In this day and age financial stress probably counts for at least half of most people’s anxiety. It seems like there’s more money going out then coming in.
It wasn’t because I didn’t have the money. I mean, I was working and I’m talking about basic utilities not grand luxuries. I just didn’t want to see the money going out and checking my balances when I knew they weren’t where I wanted them to be.
But problems don’t fix themselves so I had to face the beast and do something about it.
Do you know what I’m talking about, does the thought of balancing your accounts or paying your primary bills make you sick? Why, is it because you can’t afford them or just that you’ll have less money if you do?
Are your essentials cutting into some other financial plans?
Why should you pay the internet bill, right? It’s not like you use it that much. Who goes on the internet now-a-days anyway… lame?
Being smart about your money doesn’t have to be painful. If you figure out your desired outcome, what’s causing your stress and set up a budget you can get relief and farther ahead then you thought.
You Just Can’t Spend Carelessly
Retail therapy is an old favorite. Just grab a friend and head to your favorite shopping mecca or eatery. Laugh it up, or sulk it down, dollar after dollar until you can no longer feel or the magnetic strip on your card stops working.
Sounds like a good idea and you have so much fun doing it, losing yourself in the moment. But not so much fun when the credit card bill comes in. Or when you’re sorting out the receipts later in the week, reality sets in even harder.
Not really therapeutic anymore uh? Actually you might need real therapy afterward.
Denial of the Real issue
Distractions are fun but should be done in moderation, like when you need a mental break. Distractions are just that, distractions. They don’t solve your problems and could even make them worse when time and amount of spending is a factor.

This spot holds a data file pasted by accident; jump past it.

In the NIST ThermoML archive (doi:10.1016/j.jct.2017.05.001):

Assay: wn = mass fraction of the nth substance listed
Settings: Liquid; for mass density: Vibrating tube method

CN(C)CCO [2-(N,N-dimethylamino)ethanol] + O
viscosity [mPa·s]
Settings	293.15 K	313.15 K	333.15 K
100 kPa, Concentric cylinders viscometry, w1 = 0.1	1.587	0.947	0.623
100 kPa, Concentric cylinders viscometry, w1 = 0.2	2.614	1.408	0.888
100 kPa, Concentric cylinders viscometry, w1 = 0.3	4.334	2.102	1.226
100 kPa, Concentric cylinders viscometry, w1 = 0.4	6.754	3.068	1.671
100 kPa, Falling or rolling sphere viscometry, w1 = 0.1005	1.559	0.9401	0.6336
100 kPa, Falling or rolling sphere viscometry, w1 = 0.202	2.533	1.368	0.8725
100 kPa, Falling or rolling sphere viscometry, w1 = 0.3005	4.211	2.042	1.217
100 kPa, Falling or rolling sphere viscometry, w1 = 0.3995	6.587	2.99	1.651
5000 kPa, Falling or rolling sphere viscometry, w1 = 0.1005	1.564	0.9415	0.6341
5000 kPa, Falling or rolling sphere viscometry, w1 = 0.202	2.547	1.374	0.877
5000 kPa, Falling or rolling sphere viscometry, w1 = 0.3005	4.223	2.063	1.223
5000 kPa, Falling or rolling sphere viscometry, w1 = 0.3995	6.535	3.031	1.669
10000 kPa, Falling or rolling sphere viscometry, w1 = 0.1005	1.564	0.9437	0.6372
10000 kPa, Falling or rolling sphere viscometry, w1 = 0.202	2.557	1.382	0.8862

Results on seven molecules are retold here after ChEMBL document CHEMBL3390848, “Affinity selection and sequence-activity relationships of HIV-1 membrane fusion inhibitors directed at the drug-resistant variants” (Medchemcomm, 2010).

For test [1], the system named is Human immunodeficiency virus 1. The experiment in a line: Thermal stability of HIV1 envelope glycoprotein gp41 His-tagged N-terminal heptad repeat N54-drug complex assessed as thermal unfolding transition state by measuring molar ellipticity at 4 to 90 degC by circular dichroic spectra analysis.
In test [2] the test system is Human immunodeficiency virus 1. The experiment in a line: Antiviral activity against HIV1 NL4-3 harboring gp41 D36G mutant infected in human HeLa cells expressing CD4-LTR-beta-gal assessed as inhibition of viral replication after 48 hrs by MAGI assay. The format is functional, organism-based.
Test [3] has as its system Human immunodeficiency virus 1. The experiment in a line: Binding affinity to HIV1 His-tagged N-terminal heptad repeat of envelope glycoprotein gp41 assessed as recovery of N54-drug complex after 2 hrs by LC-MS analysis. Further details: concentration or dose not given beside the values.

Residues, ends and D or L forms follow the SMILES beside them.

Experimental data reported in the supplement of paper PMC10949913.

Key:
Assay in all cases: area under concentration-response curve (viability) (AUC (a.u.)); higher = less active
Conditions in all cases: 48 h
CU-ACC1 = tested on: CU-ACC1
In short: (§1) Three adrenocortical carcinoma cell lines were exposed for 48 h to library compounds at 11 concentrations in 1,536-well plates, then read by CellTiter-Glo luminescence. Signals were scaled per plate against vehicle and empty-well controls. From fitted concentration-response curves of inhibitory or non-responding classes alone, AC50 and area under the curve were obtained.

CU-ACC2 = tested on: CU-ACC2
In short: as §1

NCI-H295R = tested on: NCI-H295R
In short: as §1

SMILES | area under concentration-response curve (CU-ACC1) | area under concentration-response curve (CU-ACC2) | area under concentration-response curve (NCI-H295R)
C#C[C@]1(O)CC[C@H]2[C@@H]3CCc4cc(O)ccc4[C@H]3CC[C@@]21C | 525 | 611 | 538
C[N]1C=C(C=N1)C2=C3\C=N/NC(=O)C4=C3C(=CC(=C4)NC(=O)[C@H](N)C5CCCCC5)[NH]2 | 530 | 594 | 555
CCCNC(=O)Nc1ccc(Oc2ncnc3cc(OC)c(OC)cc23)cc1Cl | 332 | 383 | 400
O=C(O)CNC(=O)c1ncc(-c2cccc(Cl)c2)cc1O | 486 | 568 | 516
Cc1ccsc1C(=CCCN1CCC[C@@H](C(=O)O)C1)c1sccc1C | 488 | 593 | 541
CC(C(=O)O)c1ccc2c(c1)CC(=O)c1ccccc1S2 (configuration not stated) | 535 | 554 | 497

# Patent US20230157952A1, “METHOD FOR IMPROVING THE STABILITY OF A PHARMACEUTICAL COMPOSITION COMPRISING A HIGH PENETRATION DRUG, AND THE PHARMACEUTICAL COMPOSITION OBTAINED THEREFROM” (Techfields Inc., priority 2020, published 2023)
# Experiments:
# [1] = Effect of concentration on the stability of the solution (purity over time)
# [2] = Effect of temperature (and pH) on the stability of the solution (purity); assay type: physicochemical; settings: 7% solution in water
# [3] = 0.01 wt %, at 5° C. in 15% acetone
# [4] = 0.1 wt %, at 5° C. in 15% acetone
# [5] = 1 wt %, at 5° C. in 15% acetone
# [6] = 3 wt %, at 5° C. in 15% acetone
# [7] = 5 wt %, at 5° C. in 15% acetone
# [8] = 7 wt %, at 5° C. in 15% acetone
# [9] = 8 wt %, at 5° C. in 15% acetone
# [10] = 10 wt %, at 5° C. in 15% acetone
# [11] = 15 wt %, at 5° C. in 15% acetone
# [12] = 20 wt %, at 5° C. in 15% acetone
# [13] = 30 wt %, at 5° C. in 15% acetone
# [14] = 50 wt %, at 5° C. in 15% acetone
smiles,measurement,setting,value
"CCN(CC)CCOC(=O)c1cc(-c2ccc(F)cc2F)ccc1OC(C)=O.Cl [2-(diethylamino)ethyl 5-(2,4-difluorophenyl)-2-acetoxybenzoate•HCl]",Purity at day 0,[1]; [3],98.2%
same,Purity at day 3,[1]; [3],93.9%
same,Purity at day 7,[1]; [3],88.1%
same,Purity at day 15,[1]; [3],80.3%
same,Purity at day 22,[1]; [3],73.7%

If you have real issues going on don’t turn to your wallet for escape. Only when it can be used as direct relief to your problem. For instance, you’re living room is always cold so you might buy a space heater or turn up the thermostat. You don’t book a trip to the Aruba because your home will still be cold when you get back and you’ll have less money to deal with the issue.
If your spending is triggered by other issues, approach them directly.
Budgeting and Financial Goals
Develop a financial plan for yourself based on your goals. Identify what your goals are. Do you want to buy a new car or just save more money each month?
Whatever it is assign an appropriate figure, and create a realistic budget for achievement. Whether you want to save a certain amount each month or spend no more than a certain amount. You can set up a cap for each category of spending (groceries, utilities, entertainment, etc.) or an overall monthly budget, whatever works for you.
Personally, I put a cap on my monthly spending that still gave me room to go out and have a little fun. After setting up the budget I immediately saw how wasteful I was. When you don’t keep track of your money it’s easy for it to just fly out of your hands.
I started saving the following month and gained a better understanding of how much things were costing me. Handling my bills were no longer a task, actually something I looked forward to so I could see the growth.
In a matter of months I was in a different place financially, without making any more money, just being smarter with what I had.
Stress in any situation usually comes from a place of lack. Not having the means to solve it, always wondering “What am I going to do?” Don’t panic and make impulsive decisions for destruction.
You just have to take a breath and sorting things out to come up with a plan for a resolution. Most of the time, you don’t need much more than what you already have.